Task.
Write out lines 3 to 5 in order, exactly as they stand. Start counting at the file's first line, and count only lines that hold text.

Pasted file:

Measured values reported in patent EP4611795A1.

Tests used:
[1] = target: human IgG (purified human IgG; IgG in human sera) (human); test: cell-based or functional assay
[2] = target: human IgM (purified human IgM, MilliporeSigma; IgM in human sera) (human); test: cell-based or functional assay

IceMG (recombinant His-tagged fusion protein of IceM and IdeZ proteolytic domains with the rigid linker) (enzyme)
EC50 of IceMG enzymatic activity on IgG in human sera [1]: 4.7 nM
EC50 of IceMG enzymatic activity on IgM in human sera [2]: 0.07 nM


[1] = target: human IgG (purified human IgG; IgG in human sera) (human); test: cell-based or functional assay
[2] = target: human IgM (purified human IgM, MilliporeSigma; IgM in human sera) (human); test: cell-based or functional assay

IceMG (recombinant His-tagged fusion protein of IceM and IdeZ proteolytic domains with the rigid linker) (enzyme)